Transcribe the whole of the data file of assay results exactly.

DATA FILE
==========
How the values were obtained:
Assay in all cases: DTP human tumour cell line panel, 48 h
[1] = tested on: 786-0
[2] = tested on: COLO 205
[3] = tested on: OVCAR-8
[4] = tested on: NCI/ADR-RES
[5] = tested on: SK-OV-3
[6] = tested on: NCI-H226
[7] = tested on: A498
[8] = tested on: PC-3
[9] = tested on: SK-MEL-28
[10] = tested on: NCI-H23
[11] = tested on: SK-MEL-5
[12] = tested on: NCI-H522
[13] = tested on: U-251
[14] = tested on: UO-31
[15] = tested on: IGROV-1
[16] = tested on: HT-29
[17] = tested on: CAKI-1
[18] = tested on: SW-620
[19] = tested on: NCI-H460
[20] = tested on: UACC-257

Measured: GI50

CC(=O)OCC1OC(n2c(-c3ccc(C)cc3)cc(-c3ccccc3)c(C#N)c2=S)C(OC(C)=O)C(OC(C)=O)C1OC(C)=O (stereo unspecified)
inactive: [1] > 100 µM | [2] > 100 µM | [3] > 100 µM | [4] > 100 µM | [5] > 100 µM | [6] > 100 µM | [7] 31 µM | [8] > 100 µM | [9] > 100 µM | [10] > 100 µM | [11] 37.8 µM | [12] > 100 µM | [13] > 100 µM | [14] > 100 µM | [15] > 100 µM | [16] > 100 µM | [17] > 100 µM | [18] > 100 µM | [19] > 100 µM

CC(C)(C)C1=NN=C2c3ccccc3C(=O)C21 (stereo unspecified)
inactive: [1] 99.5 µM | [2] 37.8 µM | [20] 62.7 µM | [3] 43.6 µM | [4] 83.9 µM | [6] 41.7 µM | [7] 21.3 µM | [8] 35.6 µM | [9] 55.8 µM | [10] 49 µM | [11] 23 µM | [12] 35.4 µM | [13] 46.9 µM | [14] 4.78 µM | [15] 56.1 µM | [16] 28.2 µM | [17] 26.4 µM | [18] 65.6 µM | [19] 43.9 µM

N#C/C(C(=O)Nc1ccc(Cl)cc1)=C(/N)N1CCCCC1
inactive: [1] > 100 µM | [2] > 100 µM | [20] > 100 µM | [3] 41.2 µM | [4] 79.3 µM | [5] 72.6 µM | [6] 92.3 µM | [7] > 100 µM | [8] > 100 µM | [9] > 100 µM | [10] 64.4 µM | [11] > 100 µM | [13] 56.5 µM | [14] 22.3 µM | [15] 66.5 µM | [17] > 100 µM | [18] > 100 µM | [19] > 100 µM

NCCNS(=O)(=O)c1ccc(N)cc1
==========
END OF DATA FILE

How the values were obtained:
Assay in all cases: DTP human tumour cell line panel, 48 h
[1] = tested on: 786-0
[2] = tested on: COLO 205
[3] = tested on: OVCAR-8
[4] = tested on: NCI/ADR-RES
[5] = tested on: SK-OV-3
[6] = tested on: NCI-H226
[7] = tested on: A498
[8] = tested on: PC-3
[9] = tested on: SK-MEL-28
[10] = tested on: NCI-H23
[11] = tested on: SK-MEL-5
[12] = tested on: NCI-H522
[13] = tested on: U-251
[14] = tested on: UO-31
[15] = tested on: IGROV-1
[16] = tested on: HT-29
[17] = tested on: CAKI-1
[18] = tested on: SW-620
[19] = tested on: NCI-H460
[20] = tested on: UACC-257

Measured: GI50

CC(=O)OCC1OC(n2c(-c3ccc(C)cc3)cc(-c3ccccc3)c(C#N)c2=S)C(OC(C)=O)C(OC(C)=O)C1OC(C)=O (stereo unspecified)
inactive: [1] > 100 µM | [2] > 100 µM | [3] > 100 µM | [4] > 100 µM | [5] > 100 µM | [6] > 100 µM | [7] 31 µM | [8] > 100 µM | [9] > 100 µM | [10] > 100 µM | [11] 37.8 µM | [12] > 100 µM | [13] > 100 µM | [14] > 100 µM | [15] > 100 µM | [16] > 100 µM | [17] > 100 µM | [18] > 100 µM | [19] > 100 µM

CC(C)(C)C1=NN=C2c3ccccc3C(=O)C21 (stereo unspecified)
inactive: [1] 99.5 µM | [2] 37.8 µM | [20] 62.7 µM | [3] 43.6 µM | [4] 83.9 µM | [6] 41.7 µM | [7] 21.3 µM | [8] 35.6 µM | [9] 55.8 µM | [10] 49 µM | [11] 23 µM | [12] 35.4 µM | [13] 46.9 µM | [14] 4.78 µM | [15] 56.1 µM | [16] 28.2 µM | [17] 26.4 µM | [18] 65.6 µM | [19] 43.9 µM

N#C/C(C(=O)Nc1ccc(Cl)cc1)=C(/N)N1CCCCC1
inactive: [1] > 100 µM | [2] > 100 µM | [20] > 100 µM | [3] 41.2 µM | [4] 79.3 µM | [5] 72.6 µM | [6] 92.3 µM | [7] > 100 µM | [8] > 100 µM | [9] > 100 µM | [10] 64.4 µM | [11] > 100 µM | [13] 56.5 µM | [14] 22.3 µM | [15] 66.5 µM | [17] > 100 µM | [18] > 100 µM | [19] > 100 µM

NCCNS(=O)(=O)c1ccc(N)cc1